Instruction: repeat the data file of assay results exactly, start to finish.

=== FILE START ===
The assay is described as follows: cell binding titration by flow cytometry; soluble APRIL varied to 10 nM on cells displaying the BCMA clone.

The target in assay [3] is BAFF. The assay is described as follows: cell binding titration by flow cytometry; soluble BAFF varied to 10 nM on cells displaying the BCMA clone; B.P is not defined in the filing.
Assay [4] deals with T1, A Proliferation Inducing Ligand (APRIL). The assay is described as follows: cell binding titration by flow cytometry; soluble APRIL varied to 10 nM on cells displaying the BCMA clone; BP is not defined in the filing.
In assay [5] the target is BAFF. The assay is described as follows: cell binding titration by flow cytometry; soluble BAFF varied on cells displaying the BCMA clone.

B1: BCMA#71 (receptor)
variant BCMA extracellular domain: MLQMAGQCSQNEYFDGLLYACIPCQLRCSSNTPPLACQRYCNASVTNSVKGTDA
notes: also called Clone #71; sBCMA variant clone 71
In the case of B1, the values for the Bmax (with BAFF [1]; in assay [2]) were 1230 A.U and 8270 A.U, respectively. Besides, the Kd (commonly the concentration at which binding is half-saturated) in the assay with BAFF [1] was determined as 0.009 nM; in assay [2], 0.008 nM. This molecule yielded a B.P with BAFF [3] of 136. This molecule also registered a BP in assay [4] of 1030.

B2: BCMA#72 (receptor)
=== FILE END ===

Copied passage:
The assay is described as follows: cell binding titration by flow cytometry; soluble APRIL varied to 10 nM on cells displaying the BCMA clone.

The target in assay [3] is BAFF. The assay is described as follows: cell binding titration by flow cytometry; soluble BAFF varied to 10 nM on cells displaying the BCMA clone; B.P is not defined in the filing.
Assay [4] deals with T1, A Proliferation Inducing Ligand (APRIL). The assay is described as follows: cell binding titration by flow cytometry; soluble APRIL varied to 10 nM on cells displaying the BCMA clone; BP is not defined in the filing.
In assay [5] the target is BAFF. The assay is described as follows: cell binding titration by flow cytometry; soluble BAFF varied on cells displaying the BCMA clone.

B1: BCMA#71 (receptor)
variant BCMA extracellular domain: MLQMAGQCSQNEYFDGLLYACIPCQLRCSSNTPPLACQRYCNASVTNSVKGTDA
notes: also called Clone #71; sBCMA variant clone 71
In the case of B1, the values for the Bmax (with BAFF [1]; in assay [2]) were 1230 A.U and 8270 A.U, respectively. Besides, the Kd (commonly the concentration at which binding is half-saturated) in the assay with BAFF [1] was determined as 0.009 nM; in assay [2], 0.008 nM. This molecule yielded a B.P with BAFF [3] of 136. This molecule also registered a BP in assay [4] of 1030.

B2: BCMA#72 (receptor)